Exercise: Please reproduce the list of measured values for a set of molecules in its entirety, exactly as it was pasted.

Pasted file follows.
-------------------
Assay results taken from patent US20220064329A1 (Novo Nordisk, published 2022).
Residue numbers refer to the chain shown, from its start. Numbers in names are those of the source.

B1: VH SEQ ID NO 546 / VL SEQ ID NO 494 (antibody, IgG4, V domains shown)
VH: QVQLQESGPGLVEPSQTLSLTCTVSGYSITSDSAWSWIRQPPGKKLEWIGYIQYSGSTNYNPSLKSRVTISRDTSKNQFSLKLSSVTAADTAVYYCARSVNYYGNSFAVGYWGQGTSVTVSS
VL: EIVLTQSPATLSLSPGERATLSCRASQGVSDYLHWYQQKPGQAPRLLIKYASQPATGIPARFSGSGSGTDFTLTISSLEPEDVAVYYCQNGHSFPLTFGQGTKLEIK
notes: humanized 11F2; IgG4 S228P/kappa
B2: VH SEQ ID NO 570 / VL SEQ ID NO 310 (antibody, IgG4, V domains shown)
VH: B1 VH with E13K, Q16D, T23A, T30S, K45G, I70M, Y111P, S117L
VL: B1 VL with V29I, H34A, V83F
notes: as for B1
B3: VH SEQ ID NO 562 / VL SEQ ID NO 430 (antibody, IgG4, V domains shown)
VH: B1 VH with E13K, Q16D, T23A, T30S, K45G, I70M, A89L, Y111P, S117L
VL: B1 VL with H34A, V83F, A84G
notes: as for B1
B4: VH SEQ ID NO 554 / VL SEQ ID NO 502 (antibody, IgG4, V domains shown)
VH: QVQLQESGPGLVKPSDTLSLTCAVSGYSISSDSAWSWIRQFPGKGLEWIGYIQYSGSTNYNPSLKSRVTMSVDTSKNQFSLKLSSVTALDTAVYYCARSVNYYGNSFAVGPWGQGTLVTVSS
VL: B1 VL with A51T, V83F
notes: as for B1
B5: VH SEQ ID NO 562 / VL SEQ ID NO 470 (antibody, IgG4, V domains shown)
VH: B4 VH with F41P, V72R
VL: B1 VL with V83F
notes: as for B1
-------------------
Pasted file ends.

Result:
Assay results taken from patent US20220064329A1 (Novo Nordisk, published 2022).
Residue numbers refer to the chain shown, from its start. Numbers in names are those of the source.

B1: VH SEQ ID NO 546 / VL SEQ ID NO 494 (antibody, IgG4, V domains shown)
VH: QVQLQESGPGLVEPSQTLSLTCTVSGYSITSDSAWSWIRQPPGKKLEWIGYIQYSGSTNYNPSLKSRVTISRDTSKNQFSLKLSSVTAADTAVYYCARSVNYYGNSFAVGYWGQGTSVTVSS
VL: EIVLTQSPATLSLSPGERATLSCRASQGVSDYLHWYQQKPGQAPRLLIKYASQPATGIPARFSGSGSGTDFTLTISSLEPEDVAVYYCQNGHSFPLTFGQGTKLEIK
notes: humanized 11F2; IgG4 S228P/kappa
B2: VH SEQ ID NO 570 / VL SEQ ID NO 310 (antibody, IgG4, V domains shown)
VH: B1 VH with E13K, Q16D, T23A, T30S, K45G, I70M, Y111P, S117L
VL: B1 VL with V29I, H34A, V83F
notes: as for B1
B3: VH SEQ ID NO 562 / VL SEQ ID NO 430 (antibody, IgG4, V domains shown)
VH: B1 VH with E13K, Q16D, T23A, T30S, K45G, I70M, A89L, Y111P, S117L
VL: B1 VL with H34A, V83F, A84G
notes: as for B1
B4: VH SEQ ID NO 554 / VL SEQ ID NO 502 (antibody, IgG4, V domains shown)
VH: QVQLQESGPGLVKPSDTLSLTCAVSGYSISSDSAWSWIRQFPGKGLEWIGYIQYSGSTNYNPSLKSRVTMSVDTSKNQFSLKLSSVTALDTAVYYCARSVNYYGNSFAVGPWGQGTLVTVSS
VL: B1 VL with A51T, V83F
notes: as for B1
B5: VH SEQ ID NO 562 / VL SEQ ID NO 470 (antibody, IgG4, V domains shown)
VH: B4 VH with F41P, V72R
VL: B1 VL with V83F
notes: as for B1